Addressing Sleep Disturbances in Long-Term Care Settings
Residents of long-term care facilities frequently experience sleep disturbances, and those disturbances can lead to many other problems. While there are many factors that can predispose residents to sleep disturbances, there are also many ways that long-term care organizations can help ensure residents get a quality night’s sleep.
Why Sleep Disturbances Occur
There are many reasons to explain why sleep disturbances are so common in residents. Dr. Prashant Sharma, D.O., is a board-certified psychiatrist, an instructor in psychiatry and behavioral sciences at Johns Hopkins University, and the founder of Concise Psych. Dr. Sharma explains that residents who are admitted are dealing with an unfamiliar setting, which can make it difficult to sleep. Long-term care residents often have multiple medical problems, as well as cognitive deficits. They may have experienced past strokes, heart attacks, traumatic brain injuries, and more. Those cognitive deficits can lead to increased disorientation and sleep difficulties.
When residents experience sleep disturbances, they can’t sleep at night and become tired during the day. Residents often start to nap, and because their circadian rhythm is disrupted, it can lead to confusion. Residents may get confused about where they are, what time it is, and what’s going on, and they can’t stay active during the day. “It’s a vicious cycle,” explains Dr. Sharma. “The more they’re disturbed at night, the more they sleep during the day.”
Supporting Healthy Sleep Habits
Dr. Sharma notes that providing residents with environmental support can help to decrease confusion, as well as delirium. “During the day, the lights in a resident’s room should be on and the shades should be up,” he says. The objective is to avoid promoting a sleep environment. At night, the room should be dimly lit so that residents can see some surroundings and walk to the bathroom, but don’t feel confused about where they are.
It’s also important that if the TV is on during the day, the resident should be engaged and watching it. “Residents shouldn’t be falling asleep in front of the TV,” says Dr. Sharma. “If they do fall asleep or aren’t engaged, the TV should be turned to background music.” Additionally, it’s important to keep residents up and out of bed as much as possible during the day. Dr. Sharma notes that PT and OT activities in facilities can be key, since they keep residents up and about and interacting with other people.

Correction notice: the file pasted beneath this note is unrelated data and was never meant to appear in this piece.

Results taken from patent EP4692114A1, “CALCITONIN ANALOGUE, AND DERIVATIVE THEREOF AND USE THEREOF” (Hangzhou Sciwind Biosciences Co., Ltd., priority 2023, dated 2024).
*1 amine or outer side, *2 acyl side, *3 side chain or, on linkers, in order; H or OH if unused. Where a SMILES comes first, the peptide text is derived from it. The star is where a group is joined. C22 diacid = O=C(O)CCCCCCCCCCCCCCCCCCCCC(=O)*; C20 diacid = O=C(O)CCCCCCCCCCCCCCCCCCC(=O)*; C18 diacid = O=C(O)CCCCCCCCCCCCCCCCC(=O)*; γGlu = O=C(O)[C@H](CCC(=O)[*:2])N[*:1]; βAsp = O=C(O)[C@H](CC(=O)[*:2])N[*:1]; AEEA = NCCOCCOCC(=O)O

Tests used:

Attentive care can help to avoid some sleep disturbances. Dr. Sharma recommends that if residents are in medical restraints, including catheters and IVs, that they be taken out of those restraints as soon as possible. If residents wear glasses or hearing aids, getting them to use those devices routinely can help to prevent confusion.
Getting family involved can also be very important. Family members who come by once a week or every few weeks to visit with residents can talk, play cards, and stimulate residents’ minds and brains. Having family stay overnight, while limited by the pandemic, can be particularly valuable. If residents are getting easily confused, family members who stay with them overnight can help to reorient them.
The design of a facility also plays a role in preventing sleep disturbances. Residents who easily become confused will benefit from a room that’s not too far from a main receptionist or nursing area, which allows them to reorient themselves. Ensuring that rooms have windows that aren’t obscured by another building can help to promote healthy sleep habits. And, as much as possible, ensuring that machines aren’t beeping or making noise all night long can create an environment that’s more conducive to sleep.
Addressing sleep disturbances in long-term care settings can be a challenging process, but it can pay off with improved patient health and overall wellbeing. Many of these steps can be preventative measures, hopefully keeping residents from ever having to face some of these sleep challenges.
Topics: Activities , Facility management , Resident Care , Senior Environments